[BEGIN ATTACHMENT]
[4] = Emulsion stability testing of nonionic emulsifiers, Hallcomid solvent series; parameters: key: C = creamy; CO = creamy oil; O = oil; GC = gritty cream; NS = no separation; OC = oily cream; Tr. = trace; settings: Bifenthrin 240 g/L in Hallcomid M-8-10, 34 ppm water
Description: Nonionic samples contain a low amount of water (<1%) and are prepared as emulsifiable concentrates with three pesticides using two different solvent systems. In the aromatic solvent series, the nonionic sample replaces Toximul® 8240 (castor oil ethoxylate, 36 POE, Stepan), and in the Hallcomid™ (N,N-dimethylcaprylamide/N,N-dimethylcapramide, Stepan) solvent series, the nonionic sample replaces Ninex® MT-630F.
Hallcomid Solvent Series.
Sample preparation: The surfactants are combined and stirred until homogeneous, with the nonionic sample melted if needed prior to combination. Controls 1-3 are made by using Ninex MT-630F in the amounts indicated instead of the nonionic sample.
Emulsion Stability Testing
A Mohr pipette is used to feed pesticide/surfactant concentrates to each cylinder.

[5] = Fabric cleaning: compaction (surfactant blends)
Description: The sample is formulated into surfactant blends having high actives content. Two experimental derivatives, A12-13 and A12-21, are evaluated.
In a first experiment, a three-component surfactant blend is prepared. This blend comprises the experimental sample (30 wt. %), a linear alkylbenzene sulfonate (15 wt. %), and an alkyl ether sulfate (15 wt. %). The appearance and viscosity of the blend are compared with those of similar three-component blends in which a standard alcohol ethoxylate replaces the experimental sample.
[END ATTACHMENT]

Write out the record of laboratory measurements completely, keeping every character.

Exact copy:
[4] = Emulsion stability testing of nonionic emulsifiers, Hallcomid solvent series; parameters: key: C = creamy; CO = creamy oil; O = oil; GC = gritty cream; NS = no separation; OC = oily cream; Tr. = trace; settings: Bifenthrin 240 g/L in Hallcomid M-8-10, 34 ppm water
Description: Nonionic samples contain a low amount of water (<1%) and are prepared as emulsifiable concentrates with three pesticides using two different solvent systems. In the aromatic solvent series, the nonionic sample replaces Toximul® 8240 (castor oil ethoxylate, 36 POE, Stepan), and in the Hallcomid™ (N,N-dimethylcaprylamide/N,N-dimethylcapramide, Stepan) solvent series, the nonionic sample replaces Ninex® MT-630F.
Hallcomid Solvent Series.
Sample preparation: The surfactants are combined and stirred until homogeneous, with the nonionic sample melted if needed prior to combination. Controls 1-3 are made by using Ninex MT-630F in the amounts indicated instead of the nonionic sample.
Emulsion Stability Testing
A Mohr pipette is used to feed pesticide/surfactant concentrates to each cylinder.

[5] = Fabric cleaning: compaction (surfactant blends)
Description: The sample is formulated into surfactant blends having high actives content. Two experimental derivatives, A12-13 and A12-21, are evaluated.
In a first experiment, a three-component surfactant blend is prepared. This blend comprises the experimental sample (30 wt. %), a linear alkylbenzene sulfonate (15 wt. %), and an alkyl ether sulfate (15 wt. %). The appearance and viscosity of the blend are compared with those of similar three-component blends in which a standard alcohol ethoxylate replaces the experimental sample.